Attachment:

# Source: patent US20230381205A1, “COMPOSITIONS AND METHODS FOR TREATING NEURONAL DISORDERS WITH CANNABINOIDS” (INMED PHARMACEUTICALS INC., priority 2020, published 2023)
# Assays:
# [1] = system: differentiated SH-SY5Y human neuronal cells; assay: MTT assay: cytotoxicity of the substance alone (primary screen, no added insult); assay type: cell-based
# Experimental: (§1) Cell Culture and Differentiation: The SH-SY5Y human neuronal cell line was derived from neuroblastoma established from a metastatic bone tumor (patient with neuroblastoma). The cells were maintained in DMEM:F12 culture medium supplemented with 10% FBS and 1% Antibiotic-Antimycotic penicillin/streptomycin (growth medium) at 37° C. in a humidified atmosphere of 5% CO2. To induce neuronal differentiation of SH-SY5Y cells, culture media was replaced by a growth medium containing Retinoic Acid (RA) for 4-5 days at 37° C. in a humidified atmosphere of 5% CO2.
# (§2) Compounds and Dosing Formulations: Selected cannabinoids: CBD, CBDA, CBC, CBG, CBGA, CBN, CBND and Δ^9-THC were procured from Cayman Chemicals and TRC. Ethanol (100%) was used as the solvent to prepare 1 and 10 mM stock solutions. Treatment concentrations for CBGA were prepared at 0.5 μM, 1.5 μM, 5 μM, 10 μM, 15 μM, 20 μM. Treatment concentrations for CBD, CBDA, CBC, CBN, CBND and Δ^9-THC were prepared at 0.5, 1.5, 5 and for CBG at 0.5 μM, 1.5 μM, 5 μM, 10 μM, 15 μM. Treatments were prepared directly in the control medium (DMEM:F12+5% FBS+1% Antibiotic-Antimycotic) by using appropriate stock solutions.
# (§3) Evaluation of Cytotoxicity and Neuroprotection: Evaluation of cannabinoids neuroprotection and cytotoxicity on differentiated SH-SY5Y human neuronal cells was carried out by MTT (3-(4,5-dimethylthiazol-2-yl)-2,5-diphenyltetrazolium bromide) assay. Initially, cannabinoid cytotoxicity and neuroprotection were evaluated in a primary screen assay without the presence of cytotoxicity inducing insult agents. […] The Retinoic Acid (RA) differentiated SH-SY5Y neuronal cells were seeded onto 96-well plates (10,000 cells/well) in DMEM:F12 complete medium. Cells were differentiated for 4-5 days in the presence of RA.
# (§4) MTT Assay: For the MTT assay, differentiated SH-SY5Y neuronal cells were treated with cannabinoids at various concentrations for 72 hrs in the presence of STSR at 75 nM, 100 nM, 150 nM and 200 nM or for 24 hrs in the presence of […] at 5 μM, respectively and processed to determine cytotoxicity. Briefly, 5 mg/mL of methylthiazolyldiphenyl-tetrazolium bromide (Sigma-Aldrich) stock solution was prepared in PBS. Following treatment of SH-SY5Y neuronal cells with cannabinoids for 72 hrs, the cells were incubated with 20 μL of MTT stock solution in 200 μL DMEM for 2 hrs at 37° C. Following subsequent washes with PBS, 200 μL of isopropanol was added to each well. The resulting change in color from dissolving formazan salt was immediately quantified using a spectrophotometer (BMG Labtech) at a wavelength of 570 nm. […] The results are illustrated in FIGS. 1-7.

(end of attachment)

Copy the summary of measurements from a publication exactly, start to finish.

# Source: patent US20230381205A1, “COMPOSITIONS AND METHODS FOR TREATING NEURONAL DISORDERS WITH CANNABINOIDS” (INMED PHARMACEUTICALS INC., priority 2020, published 2023)
# Assays:
# [1] = system: differentiated SH-SY5Y human neuronal cells; assay: MTT assay: cytotoxicity of the substance alone (primary screen, no added insult); assay type: cell-based
# Experimental: (§1) Cell Culture and Differentiation: The SH-SY5Y human neuronal cell line was derived from neuroblastoma established from a metastatic bone tumor (patient with neuroblastoma). The cells were maintained in DMEM:F12 culture medium supplemented with 10% FBS and 1% Antibiotic-Antimycotic penicillin/streptomycin (growth medium) at 37° C. in a humidified atmosphere of 5% CO2. To induce neuronal differentiation of SH-SY5Y cells, culture media was replaced by a growth medium containing Retinoic Acid (RA) for 4-5 days at 37° C. in a humidified atmosphere of 5% CO2.
# (§2) Compounds and Dosing Formulations: Selected cannabinoids: CBD, CBDA, CBC, CBG, CBGA, CBN, CBND and Δ^9-THC were procured from Cayman Chemicals and TRC. Ethanol (100%) was used as the solvent to prepare 1 and 10 mM stock solutions. Treatment concentrations for CBGA were prepared at 0.5 μM, 1.5 μM, 5 μM, 10 μM, 15 μM, 20 μM. Treatment concentrations for CBD, CBDA, CBC, CBN, CBND and Δ^9-THC were prepared at 0.5, 1.5, 5 and for CBG at 0.5 μM, 1.5 μM, 5 μM, 10 μM, 15 μM. Treatments were prepared directly in the control medium (DMEM:F12+5% FBS+1% Antibiotic-Antimycotic) by using appropriate stock solutions.
# (§3) Evaluation of Cytotoxicity and Neuroprotection: Evaluation of cannabinoids neuroprotection and cytotoxicity on differentiated SH-SY5Y human neuronal cells was carried out by MTT (3-(4,5-dimethylthiazol-2-yl)-2,5-diphenyltetrazolium bromide) assay. Initially, cannabinoid cytotoxicity and neuroprotection were evaluated in a primary screen assay without the presence of cytotoxicity inducing insult agents. […] The Retinoic Acid (RA) differentiated SH-SY5Y neuronal cells were seeded onto 96-well plates (10,000 cells/well) in DMEM:F12 complete medium. Cells were differentiated for 4-5 days in the presence of RA.
# (§4) MTT Assay: For the MTT assay, differentiated SH-SY5Y neuronal cells were treated with cannabinoids at various concentrations for 72 hrs in the presence of STSR at 75 nM, 100 nM, 150 nM and 200 nM or for 24 hrs in the presence of […] at 5 μM, respectively and processed to determine cytotoxicity. Briefly, 5 mg/mL of methylthiazolyldiphenyl-tetrazolium bromide (Sigma-Aldrich) stock solution was prepared in PBS. Following treatment of SH-SY5Y neuronal cells with cannabinoids for 72 hrs, the cells were incubated with 20 μL of MTT stock solution in 200 μL DMEM for 2 hrs at 37° C. Following subsequent washes with PBS, 200 μL of isopropanol was added to each well. The resulting change in color from dissolving formazan salt was immediately quantified using a spectrophotometer (BMG Labtech) at a wavelength of 570 nm. […] The results are illustrated in FIGS. 1-7.